NBC intimiated by "uncertain" new media - makes 3rd investment in 5 weeks

by Paul William Tenny

While NBC and the other major networks and studios continue - even four weeks into a writers strike over these issues - to claim that the "new media" market (digital downloads and streaming video) is too uncertain and unprofitable to share in their booty with writers, they continue pushing aggressively into these supposedly nonexistent markets at a record pace with new deals being announced practically on a weekly basis.
NBC has been at the forefront of such endeavors by launching a streaming video site in partnership with Fox on which it will stream all of its hit shows for free to users (with commercials) in the form of Hulu.com. Another service launched in recent weeks was a service that allowed people to download episodes from NBC and watch them at their leisure, although those downloads were not owned by the user and would expire within a week.

Now comes another venture from NBC in a partnership with Netflix, according to Variety, which will open yet another front for streaming episodes of their hit show Heroes, as well as critically acclaimed but not-so-critically watched Friday Night Lights.

For NBC, the Netflix deal is the third prong in its off-network "Heroes" strategy, which gives the online movie rental service the exclusive subscription video-on-demand rights to the show.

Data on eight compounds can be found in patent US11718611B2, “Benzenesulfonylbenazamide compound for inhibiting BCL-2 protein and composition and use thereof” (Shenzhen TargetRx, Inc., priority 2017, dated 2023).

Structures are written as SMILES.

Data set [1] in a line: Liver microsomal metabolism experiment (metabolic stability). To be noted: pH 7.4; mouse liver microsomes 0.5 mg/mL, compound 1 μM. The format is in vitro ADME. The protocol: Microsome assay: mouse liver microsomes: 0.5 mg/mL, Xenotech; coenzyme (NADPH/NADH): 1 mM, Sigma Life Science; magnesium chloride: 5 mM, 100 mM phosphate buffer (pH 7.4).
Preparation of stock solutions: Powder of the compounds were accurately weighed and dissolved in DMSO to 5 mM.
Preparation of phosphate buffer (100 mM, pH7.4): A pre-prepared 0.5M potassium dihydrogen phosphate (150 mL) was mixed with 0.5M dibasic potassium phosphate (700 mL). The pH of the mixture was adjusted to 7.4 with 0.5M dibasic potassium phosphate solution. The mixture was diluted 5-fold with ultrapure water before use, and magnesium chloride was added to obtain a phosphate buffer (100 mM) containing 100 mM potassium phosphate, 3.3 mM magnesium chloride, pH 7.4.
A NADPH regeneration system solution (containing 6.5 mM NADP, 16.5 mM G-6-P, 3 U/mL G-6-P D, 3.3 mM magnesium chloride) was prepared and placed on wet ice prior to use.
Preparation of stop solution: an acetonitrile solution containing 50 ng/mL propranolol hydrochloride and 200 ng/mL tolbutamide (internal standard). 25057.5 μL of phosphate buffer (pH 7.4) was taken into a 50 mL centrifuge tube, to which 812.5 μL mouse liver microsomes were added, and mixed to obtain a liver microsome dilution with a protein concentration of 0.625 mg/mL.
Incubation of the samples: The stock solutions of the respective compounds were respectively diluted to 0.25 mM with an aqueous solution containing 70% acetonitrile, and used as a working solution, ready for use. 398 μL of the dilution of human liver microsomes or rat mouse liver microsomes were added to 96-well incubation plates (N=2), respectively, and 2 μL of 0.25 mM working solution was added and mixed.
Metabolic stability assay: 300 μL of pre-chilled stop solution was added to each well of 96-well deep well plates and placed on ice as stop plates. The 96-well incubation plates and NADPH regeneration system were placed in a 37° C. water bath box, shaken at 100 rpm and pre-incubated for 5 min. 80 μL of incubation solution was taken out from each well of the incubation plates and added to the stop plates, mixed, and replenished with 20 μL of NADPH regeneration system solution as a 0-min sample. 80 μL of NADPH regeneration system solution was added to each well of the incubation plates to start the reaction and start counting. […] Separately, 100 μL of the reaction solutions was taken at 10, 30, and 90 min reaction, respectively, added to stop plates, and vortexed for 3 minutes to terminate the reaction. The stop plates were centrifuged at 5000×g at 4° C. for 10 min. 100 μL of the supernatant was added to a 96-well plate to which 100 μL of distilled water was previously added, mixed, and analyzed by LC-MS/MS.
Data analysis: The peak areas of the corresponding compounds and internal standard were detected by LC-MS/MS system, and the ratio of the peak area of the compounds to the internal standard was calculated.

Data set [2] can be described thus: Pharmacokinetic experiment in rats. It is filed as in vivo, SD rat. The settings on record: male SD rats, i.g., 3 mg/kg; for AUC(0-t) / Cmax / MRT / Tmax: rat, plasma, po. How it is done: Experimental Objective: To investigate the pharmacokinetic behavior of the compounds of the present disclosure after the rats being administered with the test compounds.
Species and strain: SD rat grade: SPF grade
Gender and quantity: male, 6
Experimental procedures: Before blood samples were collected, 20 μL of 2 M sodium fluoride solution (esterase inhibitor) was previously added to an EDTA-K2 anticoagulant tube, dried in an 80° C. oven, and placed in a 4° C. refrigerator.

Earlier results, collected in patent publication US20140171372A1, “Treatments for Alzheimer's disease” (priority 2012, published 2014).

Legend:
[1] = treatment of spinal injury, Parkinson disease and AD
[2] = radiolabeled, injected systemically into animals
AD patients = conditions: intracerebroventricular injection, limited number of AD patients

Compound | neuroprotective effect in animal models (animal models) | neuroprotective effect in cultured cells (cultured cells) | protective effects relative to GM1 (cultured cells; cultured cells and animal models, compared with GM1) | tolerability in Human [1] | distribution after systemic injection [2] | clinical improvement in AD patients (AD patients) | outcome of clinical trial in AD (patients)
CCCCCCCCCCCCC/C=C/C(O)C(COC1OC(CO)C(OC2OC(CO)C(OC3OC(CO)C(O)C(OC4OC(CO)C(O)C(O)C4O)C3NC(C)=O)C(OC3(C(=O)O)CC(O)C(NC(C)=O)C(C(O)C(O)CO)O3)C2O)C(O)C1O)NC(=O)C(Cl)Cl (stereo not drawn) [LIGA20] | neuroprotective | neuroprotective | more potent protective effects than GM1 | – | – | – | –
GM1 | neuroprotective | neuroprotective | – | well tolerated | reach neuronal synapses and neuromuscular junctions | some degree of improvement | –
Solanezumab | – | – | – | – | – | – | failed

"This deal reflects the changing landscape of the entertainment marketplace and our objective of finding new buyers that complement our traditional customers," said NBC Universal Domestic Television Distribution exec VP-general sales manager Frances Manfredi.

This "changing landscape of the entertainment marketplace" is so unstable and unprofitable that NBC has launched a total of three streaming or download services/partnerships in five weeks alone, and is part of the Association of Motion Picture and Television Producers which currently refuse to compensate writers for streaming video at all - which they consider 100% "promotional", even when they are making money in the form of commercials or subscription profit sharing from all three ventures.

These deals don't account for the money NBC makes from individual episode purchases on Amazon Unbox which would make it an even four different places you can get NBC shows from online - three of them for free (not including piracy.)

Oddly enough, joke many writers, the situation they find themselves in is eerily similar to piracy: they don't get paid for that, either.
in Digital Media, Labor, Streaming Video


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